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I can’t wear the knitted tunic until I cut holes in the back, so I fold it into a rectangle and layer it on top of the wool blanket, which I realize now I took with me. I would feel bad about stealing it, but it’s like there’s a molasses surrounding me that just makes me want to cry, and I think it’s fine that if she gets to make me feel like this, I can at least steal her blanket. I unzip my sweatshirt again and place the tunic and blanket at my stomach before zipping it back up. I don’t care that I look stupid. I don’t have a backpack or anything else to carry them with, so this’ll have to do.

I’m a couple dozen feet from the lighthouse door, just behind a hill so I can no longer see it. The bluffs rise up in front of me, just a black mass in the darkness. I want to fly again to keep the molasses from weighing me down.

I backtrack to the top of the hill again, not caring if Merida sees me from whatever windows her living quarters have, but keeping my eyes averted for my own sake. Moving on, I tell myself, physically and mentally.

Moving on, I think. It launches me forward into a run and as the hill dips down I jump. Down-beat, repeat; I murmur habitually. The skirt is awkwardly long but seems to be doing a good job at keeping me warm. I don’t worry about freezing to death anymore, but my bones are still chilled. I’ve had days like this before, where my body can’t get warm because my mind is too cold. I try to shrug it off as I rise toward the stars, try to let their light pass through me and give me peace.

I’m continuing down the coast now, with numb hands from the cold and a numb brain from the time. I should be asleep by now, I think. I can see the moon if I start rising again, because it’s floating just above my head like a halo. The thought almost makes me laugh. I’m like an angel.

Evil Spirit…

The thought will just keep on coming, I know. Just like the cliffs keep on rising beside me.

I’m wondering if the lighthouse path trails up the cliffs when the coast sharply veers to my right, and following the coastline with my eyes I’m confronted with hundreds of sparkling lights, beautiful like the stars above them and reflected shimmeringly in the ocean below them. They pull me towards them and I feel a tear streak icily down my cheek, followed by more that make my eyes feel like they have icicles hanging from them. I wipe under my eyes, not sure why I’m crying about these lights. But I am.

I approach the village quickly and descend in wide circles, the flickering lights dizzying in my spiral. I wonder if this is some sort of tourist location when I notice that each light is a single flame, all held in lanterns in front of houses and along the streets. Many of the houses are in disrepair or otherwise patched with wood planks. Maybe they were hit with the explosion and couldn’t be repaired yet. I falter in my circle, not wanting to land in a populated area. A lone lantern winks to me from the edge of the village and I glide to it. I hope I don’t make much noise as I land, and I stand by next to a tree - the first I’ve seen on this coast, although I’m sure there are more in the village - and I pull the tunic out from my sweatshirt. I don’t have to fuss to get it off this way, so I just put the tunic on, over my wings and all.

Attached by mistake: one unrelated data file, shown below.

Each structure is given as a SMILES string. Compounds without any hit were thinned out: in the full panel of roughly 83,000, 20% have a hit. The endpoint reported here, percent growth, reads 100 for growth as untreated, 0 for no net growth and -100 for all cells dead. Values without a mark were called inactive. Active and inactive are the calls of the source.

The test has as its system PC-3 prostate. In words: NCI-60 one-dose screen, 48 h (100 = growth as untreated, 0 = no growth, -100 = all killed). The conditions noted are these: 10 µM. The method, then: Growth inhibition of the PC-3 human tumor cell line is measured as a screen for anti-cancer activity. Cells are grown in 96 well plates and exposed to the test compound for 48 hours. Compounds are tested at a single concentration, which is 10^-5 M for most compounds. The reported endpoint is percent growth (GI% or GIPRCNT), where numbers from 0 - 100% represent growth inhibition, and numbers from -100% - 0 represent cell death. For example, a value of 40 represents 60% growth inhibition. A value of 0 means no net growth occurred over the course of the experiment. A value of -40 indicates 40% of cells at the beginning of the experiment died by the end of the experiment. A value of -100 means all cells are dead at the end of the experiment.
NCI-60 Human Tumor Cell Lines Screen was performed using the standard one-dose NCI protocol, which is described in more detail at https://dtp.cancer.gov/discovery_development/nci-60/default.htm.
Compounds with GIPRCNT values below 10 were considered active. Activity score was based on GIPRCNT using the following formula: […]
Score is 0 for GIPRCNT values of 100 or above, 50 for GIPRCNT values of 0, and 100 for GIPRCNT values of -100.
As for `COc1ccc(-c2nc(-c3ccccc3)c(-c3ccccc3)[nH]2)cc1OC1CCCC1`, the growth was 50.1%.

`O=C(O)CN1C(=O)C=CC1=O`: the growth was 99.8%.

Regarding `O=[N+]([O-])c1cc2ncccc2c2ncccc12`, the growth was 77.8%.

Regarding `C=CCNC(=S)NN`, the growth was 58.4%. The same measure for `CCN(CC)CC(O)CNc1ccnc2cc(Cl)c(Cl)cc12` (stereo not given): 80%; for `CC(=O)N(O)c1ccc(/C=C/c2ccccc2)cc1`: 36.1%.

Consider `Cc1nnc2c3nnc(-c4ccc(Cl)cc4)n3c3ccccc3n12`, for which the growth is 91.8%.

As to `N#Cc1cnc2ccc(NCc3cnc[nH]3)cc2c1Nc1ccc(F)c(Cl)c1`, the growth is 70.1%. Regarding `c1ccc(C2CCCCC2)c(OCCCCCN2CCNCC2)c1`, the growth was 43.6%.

The lantern is in front of a cabin-like house, all alone on a dirt path. It illuminates the weeds growing around the door and the wrong side of curtains in the windows. It’s not a very welcoming place. But I’m not expecting to be welcome. I’m expecting to find a shed I can bunk in for the night.

Everything seems darker with the lantern’s brightness to compare to, so I take slow steps around the perimeter of the house, taking a good look around when I’m out of the light’s reach. I’m surprised to see a hulking building behind it, on the other side of rows of indeterminate plants. A farm, I conclude. And the building I’m pleased to conclude is a barn.

I can actually rest tonight, I realize with a sigh that loosens my whole body and threatens to make me cry again. I step lightly over the plants that look a lot like basil to me, making toward the barn doors at an angle. The smell of must and green waft to me comfortingly.

I am laying in the hay at the top of the barn after opening it up with gentle fingers and closing it behind me as best as I could, and then climbing a wood ladder to the shelf for hay bales. I have the itchy blanket wrapped around me again and I stare into the pitch of a dark barn listening to the soft noise of horses below me. The quietness itself seems warm and it encloses me gently in its arms. A tear falls from my eye and beads on the knitted tunic just before I sink into the soft sleep.

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Submitted on
April 19, 2015